Microsoft Joins Industry Trend of Investing Heavily in India
By SARITHA RAI
BANGALORE, India, Dec. 7 - Microsoft will invest $1.7 billion in India over the next four years and nearly double its employee ranks in the nation, its chairman, Bill Gates, said Wednesday.
Mr. Gates's announcement was the third in a recent spate of $1 billion investments proposed by technology multinationals in India.
About half of Microsoft's investment is to go toward expanding its existing research and development center, enlarging its global software delivery center and opening retail outlets in 33 Indian cities.
"We have about 4,000 people; we would be growing that by over 3,000 in the next several years," Mr. Gates said in New Delhi at the start of a four-day visit to India.
Western technology corporations have been aggressive in investing in India to tap its pool of technically skilled English-speaking workers, who earn about a fifth of the pay of comparable American workers.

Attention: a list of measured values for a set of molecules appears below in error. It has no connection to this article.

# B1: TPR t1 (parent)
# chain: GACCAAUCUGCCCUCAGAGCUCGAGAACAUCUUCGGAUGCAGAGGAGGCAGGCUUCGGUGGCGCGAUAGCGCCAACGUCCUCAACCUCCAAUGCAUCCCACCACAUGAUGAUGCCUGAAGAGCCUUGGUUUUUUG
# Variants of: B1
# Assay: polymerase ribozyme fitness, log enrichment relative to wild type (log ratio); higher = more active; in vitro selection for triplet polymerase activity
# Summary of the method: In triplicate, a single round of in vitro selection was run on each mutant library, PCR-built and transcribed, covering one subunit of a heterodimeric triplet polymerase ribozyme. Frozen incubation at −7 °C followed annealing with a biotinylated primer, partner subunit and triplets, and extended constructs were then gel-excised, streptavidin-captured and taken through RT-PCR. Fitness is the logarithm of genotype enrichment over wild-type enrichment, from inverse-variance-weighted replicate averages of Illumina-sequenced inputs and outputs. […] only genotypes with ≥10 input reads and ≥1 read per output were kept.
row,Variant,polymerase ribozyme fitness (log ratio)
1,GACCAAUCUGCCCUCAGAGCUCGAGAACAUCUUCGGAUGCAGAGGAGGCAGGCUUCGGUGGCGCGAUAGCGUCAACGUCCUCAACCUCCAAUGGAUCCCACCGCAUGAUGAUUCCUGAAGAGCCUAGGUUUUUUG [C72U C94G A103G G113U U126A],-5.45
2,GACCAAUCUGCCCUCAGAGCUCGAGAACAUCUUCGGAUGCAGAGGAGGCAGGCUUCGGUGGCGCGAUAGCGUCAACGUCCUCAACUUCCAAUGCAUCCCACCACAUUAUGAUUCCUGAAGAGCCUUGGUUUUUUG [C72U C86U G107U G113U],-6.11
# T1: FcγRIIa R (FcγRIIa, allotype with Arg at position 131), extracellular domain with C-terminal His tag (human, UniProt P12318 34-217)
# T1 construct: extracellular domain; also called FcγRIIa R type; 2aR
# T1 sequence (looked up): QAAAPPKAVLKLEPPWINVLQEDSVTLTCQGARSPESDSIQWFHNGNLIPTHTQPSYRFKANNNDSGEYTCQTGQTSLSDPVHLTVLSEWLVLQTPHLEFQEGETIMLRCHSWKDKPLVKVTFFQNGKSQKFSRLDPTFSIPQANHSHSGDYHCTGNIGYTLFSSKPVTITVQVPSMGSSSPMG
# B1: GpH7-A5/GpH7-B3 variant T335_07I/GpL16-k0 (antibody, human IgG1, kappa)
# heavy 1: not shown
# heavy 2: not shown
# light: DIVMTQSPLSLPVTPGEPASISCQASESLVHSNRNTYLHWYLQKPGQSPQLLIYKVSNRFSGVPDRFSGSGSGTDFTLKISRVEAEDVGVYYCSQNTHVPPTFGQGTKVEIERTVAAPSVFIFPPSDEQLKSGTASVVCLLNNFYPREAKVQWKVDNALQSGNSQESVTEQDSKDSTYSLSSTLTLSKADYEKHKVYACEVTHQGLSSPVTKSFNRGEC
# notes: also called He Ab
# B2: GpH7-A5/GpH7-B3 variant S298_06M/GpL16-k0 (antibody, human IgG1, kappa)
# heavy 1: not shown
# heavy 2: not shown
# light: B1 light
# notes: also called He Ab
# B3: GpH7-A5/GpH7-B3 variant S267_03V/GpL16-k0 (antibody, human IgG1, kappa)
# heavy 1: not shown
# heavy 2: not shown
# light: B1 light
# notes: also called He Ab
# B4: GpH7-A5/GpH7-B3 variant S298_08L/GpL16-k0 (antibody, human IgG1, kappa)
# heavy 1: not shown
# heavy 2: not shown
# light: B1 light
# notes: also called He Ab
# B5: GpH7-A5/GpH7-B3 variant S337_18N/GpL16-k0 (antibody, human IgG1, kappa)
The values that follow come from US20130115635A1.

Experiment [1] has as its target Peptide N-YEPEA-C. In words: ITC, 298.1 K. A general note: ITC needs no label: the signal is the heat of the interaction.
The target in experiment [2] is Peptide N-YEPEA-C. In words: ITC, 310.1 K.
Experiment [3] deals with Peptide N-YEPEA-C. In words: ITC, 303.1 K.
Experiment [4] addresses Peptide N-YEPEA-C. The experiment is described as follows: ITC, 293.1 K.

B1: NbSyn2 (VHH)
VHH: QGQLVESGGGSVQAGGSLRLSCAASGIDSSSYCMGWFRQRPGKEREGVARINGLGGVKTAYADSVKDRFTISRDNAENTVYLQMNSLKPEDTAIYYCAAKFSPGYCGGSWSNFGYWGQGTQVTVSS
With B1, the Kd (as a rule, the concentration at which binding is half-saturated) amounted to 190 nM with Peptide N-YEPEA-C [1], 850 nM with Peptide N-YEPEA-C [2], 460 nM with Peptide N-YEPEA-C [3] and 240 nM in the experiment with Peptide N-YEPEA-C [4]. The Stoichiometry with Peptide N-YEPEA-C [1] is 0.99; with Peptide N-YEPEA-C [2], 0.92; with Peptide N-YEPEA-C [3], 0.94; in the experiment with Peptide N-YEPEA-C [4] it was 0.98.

Earlier this week, Intel, the world's largest chip maker, announced that it would invest over $1 billion in India, mostly in research and development, and about $250 million in venture capital investments in Indian technology companies. In October, Cisco Systems, the networking equipment maker, said it would invest $1.1 billion and triple its Indian work force in three years.
Following Intel's example, Mr. Gates said Microsoft would also make venture capital investments in technology start-ups in the country.
Microsoft sends a variety of work to India, from call-center services offering technical support to advanced embedded software development. Its development center in the southern city of Hyderabad is its second-largest campus after its headquarters in Redmond, Wash.
India, increasingly a research and development center for global corporations, is also a rapidly expanding market for technology products. Mr. Gates said Microsoft would focus on developing products for the Indian market, including products tailored to low-cost computing.
The high cost of computers still puts products like those of Microsoft and Intel out of reach for most of India's one billion people. Microsoft nonetheless offers its operating software in several Indian languages.
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